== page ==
Or it would have had these advantages, if the Court had accepted the company’s patent law arguments. Unfortunately, the Court categorically rejected them, relying on the doctrine of “patent exhaustion”.
Put most simply, that doctrine limits the patent holder’s ability to control an item after it sells that item. Per the majority opinion (which does perhaps muddle the issue for non-lawyers by referring to the “patentee” rather than the more widely-used– and understood expression, the “patent holder”):
When a patentee sells one of its products, however, the patentee can no longer control that item through the patent laws—its patent rights are said to “exhaust. The purchaser and all subsequent owners are free to use or resell the product just like any other item of personal property, without fear of an infringement lawsuit (p. 1).
Let me turn to a summary by the Electronic Frontier Foundation (EFF)– which filed amicus briefs at various stages of the Lexmark case– laying out what is at stake in simpler terms in Patents Are A Big Part Of Why We Can’t Own Nice Things: the Supreme Court Should Fix That:
When you buy something physical—a toaster, a book, or a printer, for example—you expect to be free to use it as you see fit: to adapt it to suit your needs, fix it when it breaks, re-use it, lend it, sell it, or give it away when you’re done with it. Your freedom to do those things is a necessary aspect of your ownership of those objects. If you can’t do them, because the seller or manufacturer has imposed restrictions or limitations on your use of the product, then you don’t really own them. Traditionally, the law safeguards these freedoms by discouraging sellers from imposing certain conditions or restrictions on the sale of goods and property, and limiting the circumstances in which those restrictions may be imposed by contract.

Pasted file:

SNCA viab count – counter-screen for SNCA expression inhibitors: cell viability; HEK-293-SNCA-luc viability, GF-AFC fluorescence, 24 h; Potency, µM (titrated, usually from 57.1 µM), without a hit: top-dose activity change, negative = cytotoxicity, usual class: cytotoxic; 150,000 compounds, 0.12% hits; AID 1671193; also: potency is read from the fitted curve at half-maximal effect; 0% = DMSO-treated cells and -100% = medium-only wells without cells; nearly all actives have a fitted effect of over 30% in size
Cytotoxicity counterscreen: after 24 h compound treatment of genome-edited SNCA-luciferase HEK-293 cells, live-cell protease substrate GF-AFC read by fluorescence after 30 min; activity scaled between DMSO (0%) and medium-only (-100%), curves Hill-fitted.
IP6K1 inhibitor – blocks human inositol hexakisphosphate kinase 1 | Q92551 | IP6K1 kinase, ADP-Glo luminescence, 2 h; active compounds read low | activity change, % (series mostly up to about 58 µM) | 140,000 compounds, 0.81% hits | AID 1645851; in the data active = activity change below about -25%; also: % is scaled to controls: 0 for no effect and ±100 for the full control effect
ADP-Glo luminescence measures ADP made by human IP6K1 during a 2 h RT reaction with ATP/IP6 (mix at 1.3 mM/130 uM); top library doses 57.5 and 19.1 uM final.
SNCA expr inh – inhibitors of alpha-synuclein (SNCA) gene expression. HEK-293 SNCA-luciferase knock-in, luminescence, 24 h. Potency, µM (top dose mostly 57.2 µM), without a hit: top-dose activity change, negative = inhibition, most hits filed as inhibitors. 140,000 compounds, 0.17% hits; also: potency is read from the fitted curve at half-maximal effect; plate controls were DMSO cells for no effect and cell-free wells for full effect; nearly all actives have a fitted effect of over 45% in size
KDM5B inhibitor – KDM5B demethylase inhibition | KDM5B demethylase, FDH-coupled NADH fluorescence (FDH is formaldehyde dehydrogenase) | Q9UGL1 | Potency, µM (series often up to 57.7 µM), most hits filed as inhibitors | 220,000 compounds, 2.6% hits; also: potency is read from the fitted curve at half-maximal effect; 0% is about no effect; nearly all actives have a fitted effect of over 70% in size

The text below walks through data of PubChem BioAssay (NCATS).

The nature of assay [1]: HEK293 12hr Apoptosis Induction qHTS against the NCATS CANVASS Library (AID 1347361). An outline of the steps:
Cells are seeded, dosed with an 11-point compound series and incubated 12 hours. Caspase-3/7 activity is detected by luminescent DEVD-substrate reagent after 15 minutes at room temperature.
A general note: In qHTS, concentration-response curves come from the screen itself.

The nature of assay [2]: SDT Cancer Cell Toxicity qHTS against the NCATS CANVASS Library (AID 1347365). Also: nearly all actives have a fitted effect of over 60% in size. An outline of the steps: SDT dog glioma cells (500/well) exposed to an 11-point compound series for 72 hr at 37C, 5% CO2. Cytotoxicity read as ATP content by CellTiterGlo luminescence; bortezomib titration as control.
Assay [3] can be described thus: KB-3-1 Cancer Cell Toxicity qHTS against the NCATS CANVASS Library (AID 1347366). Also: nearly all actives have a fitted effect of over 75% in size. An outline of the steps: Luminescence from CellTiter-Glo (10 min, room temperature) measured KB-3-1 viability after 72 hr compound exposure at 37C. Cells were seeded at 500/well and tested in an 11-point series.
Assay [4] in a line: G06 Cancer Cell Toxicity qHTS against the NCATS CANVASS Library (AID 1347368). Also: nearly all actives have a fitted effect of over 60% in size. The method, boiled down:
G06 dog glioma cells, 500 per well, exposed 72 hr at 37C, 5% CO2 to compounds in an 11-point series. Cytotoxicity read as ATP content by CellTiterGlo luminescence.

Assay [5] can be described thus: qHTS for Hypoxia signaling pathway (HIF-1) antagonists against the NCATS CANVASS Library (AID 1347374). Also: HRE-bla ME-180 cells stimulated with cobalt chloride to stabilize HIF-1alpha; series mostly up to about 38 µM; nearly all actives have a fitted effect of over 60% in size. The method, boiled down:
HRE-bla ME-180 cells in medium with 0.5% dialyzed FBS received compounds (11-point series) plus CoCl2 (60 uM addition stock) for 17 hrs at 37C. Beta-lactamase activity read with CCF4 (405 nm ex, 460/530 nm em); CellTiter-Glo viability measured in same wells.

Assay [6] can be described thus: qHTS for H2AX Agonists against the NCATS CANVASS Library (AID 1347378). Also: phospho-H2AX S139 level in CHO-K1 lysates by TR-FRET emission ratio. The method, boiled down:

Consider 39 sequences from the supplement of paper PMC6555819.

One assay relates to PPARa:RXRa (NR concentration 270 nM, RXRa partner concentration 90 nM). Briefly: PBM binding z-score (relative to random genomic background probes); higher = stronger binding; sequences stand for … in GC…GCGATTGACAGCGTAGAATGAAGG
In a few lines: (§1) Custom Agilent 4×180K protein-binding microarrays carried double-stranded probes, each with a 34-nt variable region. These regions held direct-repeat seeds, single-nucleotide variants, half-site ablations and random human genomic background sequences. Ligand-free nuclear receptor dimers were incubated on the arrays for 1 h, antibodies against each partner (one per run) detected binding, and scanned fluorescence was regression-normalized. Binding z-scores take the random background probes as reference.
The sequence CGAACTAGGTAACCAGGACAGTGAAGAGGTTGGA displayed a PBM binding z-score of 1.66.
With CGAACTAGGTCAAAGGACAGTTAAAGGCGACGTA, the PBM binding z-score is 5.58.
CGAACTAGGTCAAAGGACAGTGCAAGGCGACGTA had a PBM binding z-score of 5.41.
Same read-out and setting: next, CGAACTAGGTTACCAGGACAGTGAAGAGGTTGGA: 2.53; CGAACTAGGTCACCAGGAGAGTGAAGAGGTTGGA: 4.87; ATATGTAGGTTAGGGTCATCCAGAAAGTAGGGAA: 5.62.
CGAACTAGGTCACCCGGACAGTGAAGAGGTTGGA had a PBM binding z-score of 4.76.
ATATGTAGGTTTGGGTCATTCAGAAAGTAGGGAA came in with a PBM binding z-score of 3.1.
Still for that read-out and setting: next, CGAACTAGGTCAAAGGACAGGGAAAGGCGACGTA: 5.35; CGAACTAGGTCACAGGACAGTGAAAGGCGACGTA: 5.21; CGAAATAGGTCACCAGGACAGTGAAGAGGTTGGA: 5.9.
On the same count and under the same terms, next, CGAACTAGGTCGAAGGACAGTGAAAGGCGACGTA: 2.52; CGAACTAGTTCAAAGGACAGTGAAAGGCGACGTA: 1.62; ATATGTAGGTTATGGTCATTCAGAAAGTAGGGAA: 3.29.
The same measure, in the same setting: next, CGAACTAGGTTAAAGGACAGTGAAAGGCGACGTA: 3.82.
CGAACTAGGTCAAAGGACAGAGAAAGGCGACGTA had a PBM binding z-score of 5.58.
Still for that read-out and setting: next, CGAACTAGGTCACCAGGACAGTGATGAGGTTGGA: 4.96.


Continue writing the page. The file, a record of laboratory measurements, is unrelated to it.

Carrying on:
The Court’s opinion is reasonably clear– at least as legal language goes– but is not as vividly written as the EFF passage. Let’s give credit where credit is due, however, since the Court clearly decided that Lexmark could not use its patent to impose future restrictions on use or sale of its cartridges by purchasers:
When a patentee chooses to sell an item, that product is “no longer within the limits of the monopoly” and instead becomes “the private, individual property” of the purchaser, with the rights and benefits that come along with ownership. A patentee is free to set the price and negotiate contracts with purchasers, but may not, “by virtue of his patent, control the use or disposition” of the product after ownership passes to the purchaser. The sale terminates all patent rights to that item (citations omitted)(p.6).
Please stick with me, dear readers, because it’s in this next section– where Roberts gets a bit more down to earth– that the implications for right to repair initiatives become apparent: